In order to understand future examples, we first have to discuss how to use higher-order functions in Java, and how to write anonymous inner classes. This post will have nothing to do with multi-stage programming.

Let’s write a program that can print out data tables for different mathematical functions. For example, for a function that multiplies by two, *f(x) = 2x*, we want to print something like this:

x f(x) -5.0000000000 -10.0000000000 -4.0000000000 -8.0000000000 -3.0000000000 -6.0000000000 -2.0000000000 -4.0000000000 -1.0000000000 -2.0000000000 0.0000000000 0.0000000000 1.0000000000 2.0000000000 2.0000000000 4.0000000000 3.0000000000 6.0000000000 4.0000000000 8.0000000000 5.0000000000 10.0000000000

We can write a function like this:

1 2 3 4 5 6 7 8 9 10 11 12 13 14 | public static void printTableTimesTwo(double x1, double x2, int n) { assert n>1; double x = x1; double delta = (x2-x1)/(double)(n-1); System.out.println("x f(x)"); System.out.printf("%20.10f %20.10f\n", x, x*2); for(int i=0; i<(n-1); ++i) { x += delta; System.out.printf("%20.10f %20.10f\n", x, x*2); } } |

The parameter `x1`

determines the lower end of the interval, `x2`

the upper end, and `n`

determines how many values should be printed. `n`

needs to be at least `2`

to print out the values at `x1`

and `x2`

. We can generate the table above with this call:

1 | printTableTimesTwo(-5, 5, 11); |

What if we want to print out the values of a different function, for example f(x) = x + 4? We can write a new function:

1 2 3 4 5 6 7 8 9 10 11 12 13 14 | public static void printTablePlusFour(double x1, double x2, int n) { assert n>1; double x = x1; double delta = (x2-x1)/(double)(n-1); System.out.println("x f(x)"); System.out.printf("%20.10f %20.10f\n", x, x+4); for(int i=0; i<(n-1); ++i) { x += delta; System.out.printf("%20.10f %20.10f\n", x, x+4); } } |

This involves a lot of code duplication, though. The only parts that actually differ are the two occurrences of `x*2`

and `x+4`

. How can we factor that difference out?

Let’s write an interface that we can use for any kind of function that takes in one parameter and returns one parameter *f(x) = y* is an example of such a function.

1 2 3 | public interface ILambda<R,P>; { public R apply(P param); } |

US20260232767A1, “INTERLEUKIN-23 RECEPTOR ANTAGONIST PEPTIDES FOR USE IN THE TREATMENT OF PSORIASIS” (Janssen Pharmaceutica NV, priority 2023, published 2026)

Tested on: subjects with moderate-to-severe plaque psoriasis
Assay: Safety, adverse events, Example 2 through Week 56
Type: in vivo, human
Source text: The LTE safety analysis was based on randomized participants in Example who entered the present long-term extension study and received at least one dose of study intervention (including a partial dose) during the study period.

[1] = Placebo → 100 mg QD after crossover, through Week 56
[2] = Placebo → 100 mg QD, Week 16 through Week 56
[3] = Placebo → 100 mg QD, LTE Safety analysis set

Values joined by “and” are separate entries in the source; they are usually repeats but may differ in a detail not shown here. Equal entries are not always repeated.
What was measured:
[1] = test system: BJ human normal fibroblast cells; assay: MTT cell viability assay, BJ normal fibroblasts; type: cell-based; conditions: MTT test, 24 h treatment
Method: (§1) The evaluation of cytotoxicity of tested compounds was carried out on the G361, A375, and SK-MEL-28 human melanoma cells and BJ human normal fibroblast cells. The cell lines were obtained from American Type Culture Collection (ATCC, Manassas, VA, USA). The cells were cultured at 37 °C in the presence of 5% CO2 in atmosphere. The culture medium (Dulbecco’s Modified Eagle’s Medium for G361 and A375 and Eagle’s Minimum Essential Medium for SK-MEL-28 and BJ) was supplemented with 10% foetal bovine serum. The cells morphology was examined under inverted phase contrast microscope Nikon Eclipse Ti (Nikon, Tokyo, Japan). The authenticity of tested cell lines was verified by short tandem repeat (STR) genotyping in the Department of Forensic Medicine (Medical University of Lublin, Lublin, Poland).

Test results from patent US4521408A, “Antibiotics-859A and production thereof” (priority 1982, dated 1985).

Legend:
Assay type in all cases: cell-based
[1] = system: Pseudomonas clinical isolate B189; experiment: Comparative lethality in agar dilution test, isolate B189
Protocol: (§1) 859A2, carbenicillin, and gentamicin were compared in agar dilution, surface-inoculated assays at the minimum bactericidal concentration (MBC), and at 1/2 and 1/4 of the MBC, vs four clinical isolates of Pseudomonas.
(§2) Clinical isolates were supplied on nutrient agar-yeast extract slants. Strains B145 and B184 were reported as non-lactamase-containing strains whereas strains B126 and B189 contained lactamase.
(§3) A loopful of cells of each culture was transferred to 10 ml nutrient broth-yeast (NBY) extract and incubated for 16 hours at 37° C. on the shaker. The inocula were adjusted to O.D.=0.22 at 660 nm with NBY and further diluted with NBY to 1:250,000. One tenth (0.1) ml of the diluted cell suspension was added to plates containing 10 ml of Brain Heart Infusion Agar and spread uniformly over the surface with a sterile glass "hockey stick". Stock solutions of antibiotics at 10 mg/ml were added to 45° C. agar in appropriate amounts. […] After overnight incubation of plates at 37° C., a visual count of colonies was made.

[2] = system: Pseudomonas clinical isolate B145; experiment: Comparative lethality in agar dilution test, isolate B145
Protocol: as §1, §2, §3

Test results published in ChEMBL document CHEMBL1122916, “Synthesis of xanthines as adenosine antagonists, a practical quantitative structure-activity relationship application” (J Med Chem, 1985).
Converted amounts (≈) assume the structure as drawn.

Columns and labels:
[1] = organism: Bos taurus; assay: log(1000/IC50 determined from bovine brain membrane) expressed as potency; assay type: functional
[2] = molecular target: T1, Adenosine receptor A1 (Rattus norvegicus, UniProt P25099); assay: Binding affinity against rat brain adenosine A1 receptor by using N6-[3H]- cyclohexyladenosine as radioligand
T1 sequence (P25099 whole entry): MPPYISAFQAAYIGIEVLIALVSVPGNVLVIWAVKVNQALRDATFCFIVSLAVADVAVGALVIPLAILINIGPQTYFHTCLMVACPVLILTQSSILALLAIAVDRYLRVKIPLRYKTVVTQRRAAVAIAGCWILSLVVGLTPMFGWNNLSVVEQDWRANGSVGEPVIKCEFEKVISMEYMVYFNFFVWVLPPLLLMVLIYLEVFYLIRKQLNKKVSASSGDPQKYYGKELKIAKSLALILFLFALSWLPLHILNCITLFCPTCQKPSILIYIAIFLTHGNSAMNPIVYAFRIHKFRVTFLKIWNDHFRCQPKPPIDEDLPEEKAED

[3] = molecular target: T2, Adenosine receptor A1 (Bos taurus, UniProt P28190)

This interface is called `ILambda`

and it has one method, `apply`

. We used Java generics and didn’t specify the return type and the type of the parameter; instead, we just called them `R`

and `P`

, respectively. A function that takes in a `Double`

and that returns a `Double`

, like *f(x) = y*, can be expressed using a `ILambda<Double,Double>`

. A function taking a `String`

and returning an `Integer`

would use `ILambda<String,Integer>`

.

Now we can write our *f(x) = 2x* and *f(x) = x + 4* functions using `ILambda`

:

1 2 3 4 5 6 |

Now we can write one `printTable`

method that takes in an `ILambda<Double,Double>`

called `f`

representing the function, in addition to the parameters `x1`

, `x2`

and `n`

, as before:

1 2 3 4 5 6 7 8 9 10 11 12 13 14 15 16 17 18 19 | public static void printTable(ILambda<Double,Double> f, double x1, double x2, int n) { assert n>1; double x = x1; double delta = (x2-x1)/(double)(n-1); // f.apply(x) just means what f(x) means in math! double y = f.apply(x); System.out.println("x f(x)"); System.out.printf("%20.10f %20.10f\n", x, y); for(int i=0; i<(n-1); ++i) { x += delta; y = f.apply(x); System.out.printf("%20.10f %20.10f\n", x, y); } } |

Note that when we want to print out the y-value, we just write `f.apply(x)`

, which looks very similar to f(x) in mathematics. It means exactly the same.

We can print out the tables for our two functions using:

1 2 | printTable(new TimesTwo(), -5, 5, 11); printTable(new PlusFour(), -5, 5, 11); |

We have to create new objects for the functions: The first time we call `printTable`

we pass a new `TimesTwo`

object; the second time, we pass a new `PlusFour`

object.

We can now define as many functions as we like without having to rewrite the `printTable`

function. For example, we can easily write a square root function and use it very easily:

1 2 3 4 5 6 7 8 9 |

The really neat thing is that we can even define a new function on-the-fly, without having to give it a name. We do that using anonymous inner classes in Java. Here, we call `printTable`

and pass it a new object that implements `ILambda<Double,Double>`

.

1 2 3 4 5 |

We define a new `ILambda`

from `Double`

to `Double`

without giving it a name. When we use anonymous inner classes, we need to fill in all the methods that are still abstract. Here, it is just the `apply`

method.

The method `printTable`

is now a “higher order function”, because conceptually it is a function that takes another function as input.

Questions:

- What does the anonymous
`ILambda<Double,Double>`

in the example above compute? What’s the mathematical function it represents? - How would you print a table for the function
*f(x) = x*?^{2}+ 2x

You can download the complete source code for the examples here:

`HigherOrder1.java`

: Example without`ILambda`

`HigherOrder2.java`

: Example with`ILambda`

`ILambda.java`

:`ILambda`

interface for the`HigherOrder2.java`

example

(Re-posted from The Java Mint Blog)